Pishposh From the 1980s — Reviewing the Decade’s Big Stories

By Michael Fumento

The American Spectator, March 1990
Copyright 1990 the American Spectator

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Gas Pains

In the beginning of the 1990s gasoline is selling for less in real terms than it did in the beginning of the 1980s, in great part due to President Reagan’s deregulation of oil prices that helped bring about the worldwide glut that persists today.

Estimating $1.50 [per gallon of gas] is totally, totally optimistic. — Dan Lunberg, New York Times, February 27, 1980

Five things that are going to happen ... $2.50-a-gallon gas. That is, if we’re lucky and act soon. Delay, linger and wait [before imposing a dollar-a-gallon tax] and $3.50 is more likely. — Malcolm Forbes, Forbes, January 5, 1981

It would be prudent for any American contemplating the purchase of a new car to assume that gas will cost $2 per gallon within a few years and $3 per gallon during the vehicle’s lifetime. — Lester Brown, Worldwatch Institute, Bulletin of the Atomic Scientists, March 1980

One thing is for certain: prices will continue to rise. We’re dealing with a scarce, finite commodity, one that will be running out in a couple of decades. Traditional criteria of supply and demand don’t apply. — Secretary of Energy Charles W. Duncan, U.S. News & World Report, February 25, 1980

All available evidence points to a serious risk of a serious energy crisis in the middle or late 1980s.... Putting it simply, there is the very great likelihood of a major world depression. — Ulf Lantzke, Executive Director, International Energy Agency, New Republic, February 25, 1978

There is a dwindling supply of energy sources. The prices are going to rise in the future no matter who is President, no matter which party occupies the administration Washington, no matter what we do. — President Jimmy Carter, March 31, 1979

The Ice Age Effect

In which we find that the "greenhouse effect" is only the latest temperature fad.

It is 12,500 years since the last ice age ended, which means the next one is long overdue. When the ice comes, most of northern America, Britain, and northern Europe will disappear under the glaciers.... The right conditions can arise within a single decade. — Fred Hoyle, Ice: The Ultimate Human Catastrophe, (Continuum Publishing, 1981), inside jacket.

... the atmosphere has been growing gradually cooler for the past three decades. The trend shows no indication of reversing. — Time, June 24, 1974

... the overall cooling trend is unmistakable and in coming years it will profoundly affect agriculture, geopolitics and human survival worldwide. — Dr. Reid Bryson, People, November 24, 1980

For years now, climatologists have foreseen trend toward colder weather — long range, to be sure but a trend as inevitable as death.... According to [one] theory, all it would take is a single cold summer to plunge the earth into a sudden apocalypse of ice. — Rolling Stone, May 12, 1983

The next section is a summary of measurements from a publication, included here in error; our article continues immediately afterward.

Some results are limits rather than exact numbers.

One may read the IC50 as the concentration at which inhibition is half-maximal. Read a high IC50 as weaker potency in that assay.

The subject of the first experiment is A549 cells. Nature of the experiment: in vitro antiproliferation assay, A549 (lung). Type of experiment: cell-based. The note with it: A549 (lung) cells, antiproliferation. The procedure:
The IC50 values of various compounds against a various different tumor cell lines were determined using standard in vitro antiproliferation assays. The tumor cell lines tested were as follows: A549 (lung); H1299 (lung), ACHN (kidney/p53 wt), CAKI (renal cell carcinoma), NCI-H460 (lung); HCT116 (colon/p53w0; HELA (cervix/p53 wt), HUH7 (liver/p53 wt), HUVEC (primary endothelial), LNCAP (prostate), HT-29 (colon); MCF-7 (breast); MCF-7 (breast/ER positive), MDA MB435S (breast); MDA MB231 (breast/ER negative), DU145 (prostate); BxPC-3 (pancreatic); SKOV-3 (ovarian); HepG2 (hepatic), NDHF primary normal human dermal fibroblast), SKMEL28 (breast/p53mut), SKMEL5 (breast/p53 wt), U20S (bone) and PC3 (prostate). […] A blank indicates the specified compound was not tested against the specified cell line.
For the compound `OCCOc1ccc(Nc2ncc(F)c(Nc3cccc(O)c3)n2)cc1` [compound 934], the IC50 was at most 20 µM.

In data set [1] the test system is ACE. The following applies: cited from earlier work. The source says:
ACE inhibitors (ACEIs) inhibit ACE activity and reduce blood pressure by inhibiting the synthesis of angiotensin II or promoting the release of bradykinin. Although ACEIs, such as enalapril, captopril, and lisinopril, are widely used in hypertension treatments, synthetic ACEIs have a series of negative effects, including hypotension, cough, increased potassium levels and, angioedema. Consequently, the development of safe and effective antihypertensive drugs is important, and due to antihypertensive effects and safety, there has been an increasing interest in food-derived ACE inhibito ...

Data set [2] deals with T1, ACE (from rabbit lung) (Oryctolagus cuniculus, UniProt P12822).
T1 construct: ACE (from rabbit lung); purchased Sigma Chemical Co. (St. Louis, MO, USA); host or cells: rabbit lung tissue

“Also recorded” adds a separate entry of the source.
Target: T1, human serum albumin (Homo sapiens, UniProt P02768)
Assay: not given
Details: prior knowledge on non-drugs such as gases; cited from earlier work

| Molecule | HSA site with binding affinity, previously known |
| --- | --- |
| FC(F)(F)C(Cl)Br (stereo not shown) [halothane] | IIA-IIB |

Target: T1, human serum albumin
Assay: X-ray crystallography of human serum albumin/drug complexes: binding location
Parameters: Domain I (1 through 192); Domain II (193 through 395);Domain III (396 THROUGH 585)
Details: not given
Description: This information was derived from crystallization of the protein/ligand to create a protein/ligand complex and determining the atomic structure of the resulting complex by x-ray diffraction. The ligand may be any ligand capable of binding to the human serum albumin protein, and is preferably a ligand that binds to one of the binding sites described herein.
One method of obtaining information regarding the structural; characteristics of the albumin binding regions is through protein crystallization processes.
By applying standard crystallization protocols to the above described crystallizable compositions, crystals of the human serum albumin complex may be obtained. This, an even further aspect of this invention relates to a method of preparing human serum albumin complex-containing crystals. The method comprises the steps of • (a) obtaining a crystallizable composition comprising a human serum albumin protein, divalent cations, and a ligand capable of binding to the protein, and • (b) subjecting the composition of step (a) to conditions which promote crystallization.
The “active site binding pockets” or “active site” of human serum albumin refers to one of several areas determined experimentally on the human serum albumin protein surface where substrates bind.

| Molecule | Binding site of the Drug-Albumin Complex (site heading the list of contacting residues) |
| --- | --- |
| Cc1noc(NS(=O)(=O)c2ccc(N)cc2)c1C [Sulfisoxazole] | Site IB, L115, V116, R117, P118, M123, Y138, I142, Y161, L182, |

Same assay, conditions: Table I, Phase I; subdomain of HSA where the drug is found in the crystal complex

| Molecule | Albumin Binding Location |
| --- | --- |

The solution is to warm up the ocean... — Fred Hoyle

Arms Reduction, RIP

For better or worse, the missiles are coming down in Europe.

The "Zero Option," unveiled with great fanfare by Reagan in November 1981, was ingenious: It offered what appeared to be maximum arms limitation on an equitable basis — zero missiles on both sides.... It also, however, killed the prospect of any agreement. It was palpably unbalanced and non-negotiable.... In short, there remains no basis for an INF agreement, and hence none for resumption of INF talks. INF is dead. — Raymond Garthoff, Bulletin of the Atomic Scientists, December 1984

... the administration’s famous "zero option" was clearly non-negotiable. By calling upon the Soviet Union to dismantle not only all of its new SS-20s but also all of the old intermediate-range missiles (SS-4s and 5s) they were created to replace, the administration could hardly have expected to create the basis for agreement.... — Sen. Joseph R. Biden (D-DE), Arms Control Today, October 1986

Reagan’s challenge to the Soviet Union ... could lead Soviet policy makers to take higher risks; it fuels anger, obduracy, and defiance... Soviet leaders will continue to pursue [a] very dangerous direction in their foreign policy: to await, or create, occasions for reasserting themselves and confirming to the world that they are not being pushed around by the U.S. One such occasion was their withdrawal from INF negotiations to which, I believe, they will not return... — Seweryn Bialer, New York Review of Books, February 16, 1984

... the prospects for arms control have never been bleaker. — Spurgeon Keeney, Arms Control Today, July-August 1985

For many years, Reagan had mocked traditional efforts by Democrats and Republicans at arms "control." They only sanctioned slower growth in the superpowers’ nuclear arsenals, he said. He wanted more — to reduce the weapons [but] Reagan has not fulfilled his lofty goal... he advanced totally unrealistic and one-sided proposals to the Soviets... — David Hoffman, Washington Post Magazine, November 30, 1986

So sweeping was the change that the Reagan Administration sought in arms control that it deserved to be called a revolution. In fact, members of the Administration used that word to describe what they were trying to accomplish.... That meant altering if not scrapping the diplomacy that had held sway since the 1950s, discrediting if not discarding the agreements that earlier administrations had signed, and mistrusting if not purging many public servants who were identified with the old order. But the new policies, quite simply, had not succeeded in their own avowed terms.... The Reagan revolution in arms control was over. — Strobe Talbott, Deadly Gambits (Alfred A. Knopf, 1984)

The Once and Future Non-President

Wasn’t George Bush supposed to be doing American Express Card commercials by now?

The conservative era, such as it was, is coming to an emphatic close... Dukakis, who ready is beating Bush, is becoming a better campaigner and acquiring stature. ... Bush [is] the Republicans’ Mondale — invincible in March, unelectable in November. — George Will, Washington Post, March 10, 1988